Other than that one, “Deep Red Bells” just might be played — and that’s okay because I really like it! I love “Outro With Bees” but I’m not holding my breath. “Lady Pilot” is a maybe! “Stinging Velvet” would be lovely, and possible. Overall, the odds for anything on this album are pretty low. I’m guessing she’ll play very, very few songs from this album, if any.

If she plays anything else, it’ll be a puzzle to me! I don’t have any of the albums she made with Her Boyfriends, though I’ve been meaning to get them. In any case, I’m really looking forward to it! And I hope she’s a talker. (If she is, I’ll bet she’s sassy.) I love it when performers talk to their audience. I’d love the know the meaning behind “Nearly Midnight, Honolulu.” That song haunts me when I hear it.

In any case, I’m looking forward to her setlist, whatever it may be! And don’t worry, I’m not one of those people who shouts requests at the stage. I can’t stand those people. It’s like, I don’t know what hole-in-the-wall dive bar you go to see that band with the homeless, drunk drummer, but professional artists have setlists and they have them for a reason. Sheesh.

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I Win!

I have a little confession. I used to watch American Idol–and not just for the bad auditions. I didn’t watch it every season, but when I did, it was with a fair amount of loyalty. I’ve always wanted to be exposed to new music at every opportunity though, so I’m not sorry for it. After all, I never would have discovered Lilly Scott otherwise.

For those who don’t remember (or never watched), Lilly Scott was was a semi-finalist on season 9 of American Idol back in 2010. She was eliminated the night they announced the Top 12. I still remember the look on her face when it came down to her and another girl. They both looked like they were waiting for Lilly’s name to be announced. But they read the other girl’s name instead. Everyone was shocked, including the other girl herself. (Sorry I can’t remember the name, but if I remember correctly, she didn’t even make it to the top five, so I don’t care too much.)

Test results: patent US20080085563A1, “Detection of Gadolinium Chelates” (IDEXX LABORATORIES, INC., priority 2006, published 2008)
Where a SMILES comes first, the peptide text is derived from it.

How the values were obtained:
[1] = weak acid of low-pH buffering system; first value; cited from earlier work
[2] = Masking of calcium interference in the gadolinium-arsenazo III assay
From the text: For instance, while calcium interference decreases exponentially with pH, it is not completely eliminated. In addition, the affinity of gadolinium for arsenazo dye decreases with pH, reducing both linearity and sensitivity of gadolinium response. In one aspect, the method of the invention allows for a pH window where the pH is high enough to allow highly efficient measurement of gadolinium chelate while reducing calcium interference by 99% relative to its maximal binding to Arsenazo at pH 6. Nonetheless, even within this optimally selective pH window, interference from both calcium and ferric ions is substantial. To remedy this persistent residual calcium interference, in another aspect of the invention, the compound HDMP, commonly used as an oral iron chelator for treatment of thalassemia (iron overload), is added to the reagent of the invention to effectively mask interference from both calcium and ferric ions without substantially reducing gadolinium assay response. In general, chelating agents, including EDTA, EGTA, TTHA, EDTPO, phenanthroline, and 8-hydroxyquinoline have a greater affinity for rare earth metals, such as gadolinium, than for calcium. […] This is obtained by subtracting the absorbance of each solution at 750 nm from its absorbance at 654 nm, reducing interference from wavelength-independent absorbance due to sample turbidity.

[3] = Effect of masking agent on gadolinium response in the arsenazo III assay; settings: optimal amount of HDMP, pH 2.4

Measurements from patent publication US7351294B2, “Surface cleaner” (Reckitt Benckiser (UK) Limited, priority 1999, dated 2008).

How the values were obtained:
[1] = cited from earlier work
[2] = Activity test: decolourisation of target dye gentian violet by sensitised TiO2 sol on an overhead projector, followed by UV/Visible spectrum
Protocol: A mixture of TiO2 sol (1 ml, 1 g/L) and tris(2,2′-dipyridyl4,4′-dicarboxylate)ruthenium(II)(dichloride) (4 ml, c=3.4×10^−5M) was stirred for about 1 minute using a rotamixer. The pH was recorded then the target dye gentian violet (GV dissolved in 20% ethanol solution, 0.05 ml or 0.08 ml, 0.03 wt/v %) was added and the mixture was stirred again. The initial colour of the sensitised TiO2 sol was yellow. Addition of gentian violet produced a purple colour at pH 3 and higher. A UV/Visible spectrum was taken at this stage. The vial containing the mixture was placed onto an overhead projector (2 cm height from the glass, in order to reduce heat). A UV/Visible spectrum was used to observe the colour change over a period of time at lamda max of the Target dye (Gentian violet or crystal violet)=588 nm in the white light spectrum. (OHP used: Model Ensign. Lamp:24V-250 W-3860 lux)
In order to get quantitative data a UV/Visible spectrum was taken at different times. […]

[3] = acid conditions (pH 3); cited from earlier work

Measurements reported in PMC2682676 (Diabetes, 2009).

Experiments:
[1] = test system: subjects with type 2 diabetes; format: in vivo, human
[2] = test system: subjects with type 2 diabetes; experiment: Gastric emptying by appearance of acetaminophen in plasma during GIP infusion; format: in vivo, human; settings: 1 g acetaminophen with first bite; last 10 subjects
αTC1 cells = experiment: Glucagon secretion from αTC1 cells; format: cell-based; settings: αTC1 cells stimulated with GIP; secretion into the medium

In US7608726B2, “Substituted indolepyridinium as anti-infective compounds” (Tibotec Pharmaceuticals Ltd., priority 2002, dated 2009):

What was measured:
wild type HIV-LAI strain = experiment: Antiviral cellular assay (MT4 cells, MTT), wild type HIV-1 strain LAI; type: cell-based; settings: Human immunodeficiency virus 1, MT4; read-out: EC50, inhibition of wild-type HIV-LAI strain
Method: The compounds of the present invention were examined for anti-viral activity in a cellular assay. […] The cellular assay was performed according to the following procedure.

I remember Lilly saying something like her fans weren’t watching the show, which was more of a slight against American Idol than her fans. I think that was the moment where she must have realized that her destiny was for her, not a random TV audience, to decide.

That was the season I stopped watching American Idol. I was outraged for all the right reasons. That season was one of many that would make up the “white guys with guitars” streak. (No, seriously: Google it.) And I’ve never looked back.

I kept checking up to see what became of Lilly Scott though. It turned out she had a band called VARLET. I snatched up their EP (ironically titled) I Win! as soon as I found out about it. I think it may have come out around the same time as when she appeared on American Idol, but considering some of the lyrics, it feels like it could have been written about her American Idol experience.

Consider these lyrics from “Jello Plate”:

Watch out for me

That’s what they say

But do you know who I am?

…No I can’t take these fuckin’ people, yeah

What a goddamn joke

My heart is here wide open

But I don’t wanna get choked

Anymore

I thought for the longest time it WAS about her American Idol experience, but like I said, a little research shows it might not have been, unless she was singing about her audition/Hollywood week. Even then, that would still be pretty punk of her, giving a big (and, soon enough, well-deserved) middle finger to the mainstream music and television industry.

I Win! is very low key and, admittedly, a little indulgent in an almost hipstery kind of way. It sounds like something that would be performed at your local fair trade anti-Starbucks co-op coffee shop. But the minimal instrumentation really allows Lilly Scott’s vocals to shine. She’s the kind of musician who really knows how to use her voice as an instrument, and that’s my favorite kind of musician.

I still think back to her first Idol performance, when she sang one of my favorite Beatles songs, “Fixing A Hole.” It remains one of my favorite Beatles covers ever to this day. Just take a listen and you’ll understand why she was robbed (though she was not eliminated on this song):

You know, now that I think about it, maybe it was better that she didn’t make it into the competition with the other finalists. Onward and upwards, Lilly Scott.